Saturday, July 9th, 2016
Yedioth Ahronoth’ daily, one of the most important and widely-circulated Israeli newspapers, has organized a conference for fighting the boycott, divestment and sanctions campaign (BDS). The conference was attended by a notably large number of diplomats and politicians, such as the EU ambassador to Israel, Lars Faaborg-Andersen
The English translation for the article published in Bukra website by Reem Amer, co-coordinator of Coalition of Women for Peace can be found in PDF version here
Monday, January 25th, 2016
Sunday, November 18th, 2012
Coalition of Women for Peace invites you to a conference marking
The International Day for the Elimination of Violence Against Women
Monday, December 3rd, 16:00 – 21:00, Na laga’at Center, Jaffa
With Hebrew-Arabic-English translation
In the program:
16:00 – 16:30 Registration
16:00 – 16:35 Opening – Aliyah Strauss, Coalition of Women for Peace
16:35 – 17:30 Home, Violence: From House Demolitions to Domestic Violence
Farida Shaaban, active in the struggle to end house demolitions in the unrecognized village Dahamash
Atidal Abu Aeesh, Maan – Forum of Negev Arab-Bedouin Women’s Organizations
Nabila Espanioly, Director of Al’Tufula Center in Nazareth, 5th candidate on the list of Hadash to the Knesset
Ragda Elnabilsy, doctoral candidate in the School of Social Work, Hebrew University of Jerusalem
Moderator: Yael Ben Yefet, Director of the Mizrahi Democratic Rainbow, active in Hithabrut-Tarabut movement
17:45-19:15 Policies of Political Persecution and Violence Against Women Human Rights Defenders
Orna Kohn, Adv. , Adalah – the Legal Center for Arab Minority Rights in Israel
Zabib Sultan, founder of the Community Center for Eritrean Women in the south of Tel Aviv
Zahava Greenfeld, active in the struggle for public housing and the Palestinian popular struggle
MK Haneen Zuaby – Balad Party
Moderator: Vered Lee, journalist
19:15 – 19:45 Dinner
9:45 – 21:00 Video Workshop and Discussion Tables
Video workshop (Claudia Levin); Women in the Negev (Muna Alhablin); Experiences of Activists (Esther Rapoport); Women and the Struggle in Jaffa (Sahar Saada); Women and Arms (Rela Mazali – project “Guns on the Kitchen Table”); Economic Violence (Asma Aghbariya Zahalka – Daam Party); Violence and Gender Difference; Women and the South of Tel Aviv (Shula Keshet); English-language discussion table on women’s rights in Israel – between international image and reality; Open-space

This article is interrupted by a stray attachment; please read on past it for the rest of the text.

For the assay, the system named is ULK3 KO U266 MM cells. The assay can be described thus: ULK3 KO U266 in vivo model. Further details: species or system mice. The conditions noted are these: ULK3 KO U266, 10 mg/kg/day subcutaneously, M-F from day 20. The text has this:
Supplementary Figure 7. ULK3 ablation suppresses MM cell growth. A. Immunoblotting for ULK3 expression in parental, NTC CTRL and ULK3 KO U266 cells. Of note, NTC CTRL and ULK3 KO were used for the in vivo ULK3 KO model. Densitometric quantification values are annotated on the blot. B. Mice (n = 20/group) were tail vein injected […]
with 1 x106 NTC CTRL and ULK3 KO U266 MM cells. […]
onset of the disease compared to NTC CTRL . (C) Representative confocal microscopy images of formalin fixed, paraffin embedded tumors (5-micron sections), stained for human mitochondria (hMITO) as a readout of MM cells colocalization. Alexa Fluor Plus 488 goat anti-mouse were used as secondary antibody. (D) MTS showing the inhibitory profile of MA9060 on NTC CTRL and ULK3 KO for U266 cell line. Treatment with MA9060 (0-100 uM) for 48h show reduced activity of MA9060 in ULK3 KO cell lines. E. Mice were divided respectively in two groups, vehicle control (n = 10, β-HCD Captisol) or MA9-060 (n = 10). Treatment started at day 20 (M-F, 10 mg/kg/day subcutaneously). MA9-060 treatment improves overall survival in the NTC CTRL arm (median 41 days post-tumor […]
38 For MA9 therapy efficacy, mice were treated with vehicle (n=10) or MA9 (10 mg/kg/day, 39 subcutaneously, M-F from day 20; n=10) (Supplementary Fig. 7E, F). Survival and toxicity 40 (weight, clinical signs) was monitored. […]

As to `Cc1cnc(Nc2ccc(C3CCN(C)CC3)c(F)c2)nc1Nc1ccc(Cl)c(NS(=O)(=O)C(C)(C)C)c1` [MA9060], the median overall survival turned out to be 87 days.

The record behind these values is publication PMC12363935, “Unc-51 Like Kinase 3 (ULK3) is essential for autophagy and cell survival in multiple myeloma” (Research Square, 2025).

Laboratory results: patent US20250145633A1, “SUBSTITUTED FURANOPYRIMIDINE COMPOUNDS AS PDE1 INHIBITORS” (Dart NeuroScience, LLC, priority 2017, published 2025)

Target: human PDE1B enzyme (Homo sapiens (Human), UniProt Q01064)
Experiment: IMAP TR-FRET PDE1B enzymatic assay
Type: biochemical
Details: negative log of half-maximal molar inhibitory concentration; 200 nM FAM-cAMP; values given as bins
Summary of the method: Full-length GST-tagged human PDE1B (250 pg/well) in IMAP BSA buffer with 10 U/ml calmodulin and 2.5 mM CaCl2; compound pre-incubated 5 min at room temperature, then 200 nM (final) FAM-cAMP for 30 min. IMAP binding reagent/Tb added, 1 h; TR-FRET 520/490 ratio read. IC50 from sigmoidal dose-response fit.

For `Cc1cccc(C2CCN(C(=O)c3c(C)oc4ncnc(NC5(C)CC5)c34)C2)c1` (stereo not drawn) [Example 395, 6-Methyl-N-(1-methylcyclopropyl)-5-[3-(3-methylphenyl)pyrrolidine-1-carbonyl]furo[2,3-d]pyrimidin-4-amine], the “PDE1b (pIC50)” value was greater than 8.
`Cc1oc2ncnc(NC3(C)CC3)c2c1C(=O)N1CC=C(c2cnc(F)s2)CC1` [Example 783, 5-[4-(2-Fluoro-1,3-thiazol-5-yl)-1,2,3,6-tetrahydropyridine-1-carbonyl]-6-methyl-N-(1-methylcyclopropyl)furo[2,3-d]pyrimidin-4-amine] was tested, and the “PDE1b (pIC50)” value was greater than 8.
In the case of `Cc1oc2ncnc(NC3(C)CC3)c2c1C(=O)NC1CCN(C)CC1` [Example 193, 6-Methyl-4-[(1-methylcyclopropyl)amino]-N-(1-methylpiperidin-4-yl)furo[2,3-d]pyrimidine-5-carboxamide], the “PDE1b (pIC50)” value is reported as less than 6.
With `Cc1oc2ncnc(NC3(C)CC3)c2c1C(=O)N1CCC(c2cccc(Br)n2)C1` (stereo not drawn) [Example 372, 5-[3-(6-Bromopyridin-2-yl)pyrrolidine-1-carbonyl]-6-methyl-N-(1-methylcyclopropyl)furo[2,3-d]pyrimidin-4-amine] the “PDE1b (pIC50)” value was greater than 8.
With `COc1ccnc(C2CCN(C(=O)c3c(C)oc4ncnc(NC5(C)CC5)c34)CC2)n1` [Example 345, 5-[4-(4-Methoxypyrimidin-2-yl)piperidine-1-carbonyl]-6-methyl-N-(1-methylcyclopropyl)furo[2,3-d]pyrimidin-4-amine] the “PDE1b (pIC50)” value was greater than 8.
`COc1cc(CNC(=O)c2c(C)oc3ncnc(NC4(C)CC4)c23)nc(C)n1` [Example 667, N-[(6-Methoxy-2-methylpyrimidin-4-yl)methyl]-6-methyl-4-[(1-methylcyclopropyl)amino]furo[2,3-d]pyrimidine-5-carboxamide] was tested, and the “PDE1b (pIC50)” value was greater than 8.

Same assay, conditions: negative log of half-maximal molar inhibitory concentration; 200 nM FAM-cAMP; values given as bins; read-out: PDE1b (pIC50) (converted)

Monday, June 27th, 2011
A new article was introduced in the Knesset committee hearing today denying public and non-profit tax status to organizations who “call for boycott”
Knesset committee approved bill including new article for final vote
Members of Kadima party who supported the bill withdrew their support
The bill was heavily criticized by government officials present at the hearing
Eilat Maoz, CWP, to committee members: “We are honored to inform you that even if you pass the bill, we will continue calling on Israelis to boycott the occupation”
Highlights from today’s hearing:
MK Taleb Assana: “what about the fact that the bill breaches international law creating de Jure unification of Israel and the OPT?”MK David Rotem (Chairman of Knesset Committee): “International Law is none of my interest”
MK Yohanan Plesner (Kadima): “people who advance this delirious bill are mindless about the efforts to maintain Israel’s position in the world. You are robbing Israel of its greatest PR asset, its democracy.”
State attorney’s office: “the bill is shaky and borders illegality”
Foreign Office representative: “the bill might cause serious diplomatic damage and encourage boycotts”
The bill aims at preventing citizens of Israel from protesting against the occupation by means of initiating or calling for a boycott. It passed first reading in the Knesset plenum on March 7, 2011 and has been deliberated today in preparation for a final vote. The bill defines a call for boycott as a tort, for which the court may rule compensation without obligation to prove damage. The bill further authorizes the Minister of Finance to limit the participation of companies that have committed themselves not to work in illegal settlements in the OPT in state tenders. The bill is one of the most dangerous anti-democratic laws promoted in this current Knesset. It criminalizes non-violent, legal and legitimate means to promote social and political aims that are protected in civil rights of freedom of expression, opinion and assembly. Leading civil society organizations have joined CWP’s campaign against the bill.
Coalition of Women for Peace: “Right to Resist” Campaign
CWP was present at the Knesset hearing and sent live twitter and facebook updates as part of its campaign against the bill. CWP is now launching the second phase of the “Right to Resist” campaign. The campaign consists of four videos starring some of Israel’s popular artists and cultural figures: singer-songwriter Rona Kenan, filmmakers Eitan Fox and Gal Ochovsky, the poet Meit Wizeltir, actress Einat Weizman, and cultural figure Muhammed Jabali.
Bill for prevention of damage to the State of Israel through boycott – 2011